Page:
June 5, 2011
Caroline Hilton knows what it takes to make things taking flight.
Before a broken arm forced her to redshirt the 2011 season, the former Vidalia High School standout had been one of Georgia Tech’s major power threats off the bench as a sophomore.
Hilton is as adept at the mechanics of flight in the classroom, where she is an Aerospace Engineering Major, who has expressed a goal of one day working for NASA.
This summer, she’s trading rockets and space travel for helicopters and the military, interning in the Philadelphia offices of aircraft manufacturer Boeing.
Sting Daily had the opportunity to talk with Hilton following her first day of work. She spoke about what her responsibilities will be, some of the machines for which she’s responsible and how she and some of her softball sisters plan to test just how much brotherly love there is in the City of Brotherly Love.
STING DAILY: Most of your teammates and fellow Georgia Tech students are taking it easy now that summer’s here. You’re not. Talk about how you’re spending your summer.
Caroline Hilton: I’m taking it easy right now. I just got off work. It’s Friday afternoon. I’m not working anymore (laughs). But I’m doing the internship with Boeing, here in Philadelphia. Here in Philadelphia, they build the V-22 and the H-47 helicopters and I’m working in the quality department of the V-22.
SD: What are some of your daily responsibilities?
CH: The V-22 is the helicopter/plane that confuses a lot of people. It’s flown by the Marines and the reason that it is so strange is because it provides vertical lift and it can also fly horizontally. I work in the quality department and so my main job this summer is going to be taking all the quality functions from the factory where the V22 is manufactured and stream-lining all those functions into one process.
Actually, I just had my first day today, but Boeing puts a big emphasis on first-time quality, meaning that when a helicopter comes off the line, they don’t want to have to change anything before they deliver it to the customer. So there are a lot of quality checks that go into that. Specific parts of the aircraft have to be checked. The processes that go into checking the quality of the aircraft are, obviously, very complicated and so, my main function is going to be to streamline all of these processes into one data base so that everything can be looked at the same time.
SD: Who are some of the customers we’re talking about?
CH: Bell Helicopters that are made at the Philadelphia facility are for military purposes. So they’re not just made for the United States. There are like 17 countries that fly the Chinook.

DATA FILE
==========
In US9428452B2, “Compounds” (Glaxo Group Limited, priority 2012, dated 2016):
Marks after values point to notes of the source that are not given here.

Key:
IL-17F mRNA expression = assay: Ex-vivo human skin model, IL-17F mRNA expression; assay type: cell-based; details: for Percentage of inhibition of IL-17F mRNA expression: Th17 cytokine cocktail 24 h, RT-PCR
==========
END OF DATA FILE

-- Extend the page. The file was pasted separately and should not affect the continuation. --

SD: You’ve expressed a desire to one day work for NASA. Will this help that pursuit?
CH: I’m just excited about the internship with Boeing because it’s like getting my foot in the door at an aerospace company. Obviously, helicopters are not my ultimate career goal but it’s a right step along the away. Ultimately, I would like to work for NASA and work in space systems and mainly in launch vehicles.
SD: How did the internship come about?
CH: I’m enrolled in the career-services program at Georgia Tech and they let us know when internships come up that we can read the job description for. It came across the main system. I applied on line, did a phone interview and they let me know that I had it.
SD: What was it like getting the acceptance call from Boeing?
CH: They actually called during a game and so one of our managers left me a voicemail saying that I’d gotten the job. So, obviously, I got their voicemail once I got back on the bus and it was a pretty cool moment, to get that voicemail and hear that part of your dream is coming true.
SD: Was it fun putting a giant military contractor on hold while you finished your softball season?
CH: (laughs) Actually, I had to set up a virtual start date depending on when we lost in the NCAA Tournament was going to depend on when I showed up for work.
SD: How have you adapted to living in Philadelphia?
CH: In July, when the Braves come up on the 8th, 9th, and 10th, some of my teammates are going to come up and we’re going to go to the Braves-Phillies series, in our Braves shirts. I’ll just go ahead and tell this story, we were at a pizza place, the Phillies were playing the [Washington] Nationals earlier in the week and Jayson Werth came up to bat and everyone in the restaurant started booing. I was like, ‘These people are definitely crazy sports fans, way more so than Atlanta.’ So it will be interesting to go to a game and be the enemy.
SD: Will having gone through the Georgia Tech-Georgia rivalry will help you during that series?
CH: I hope so (laughs).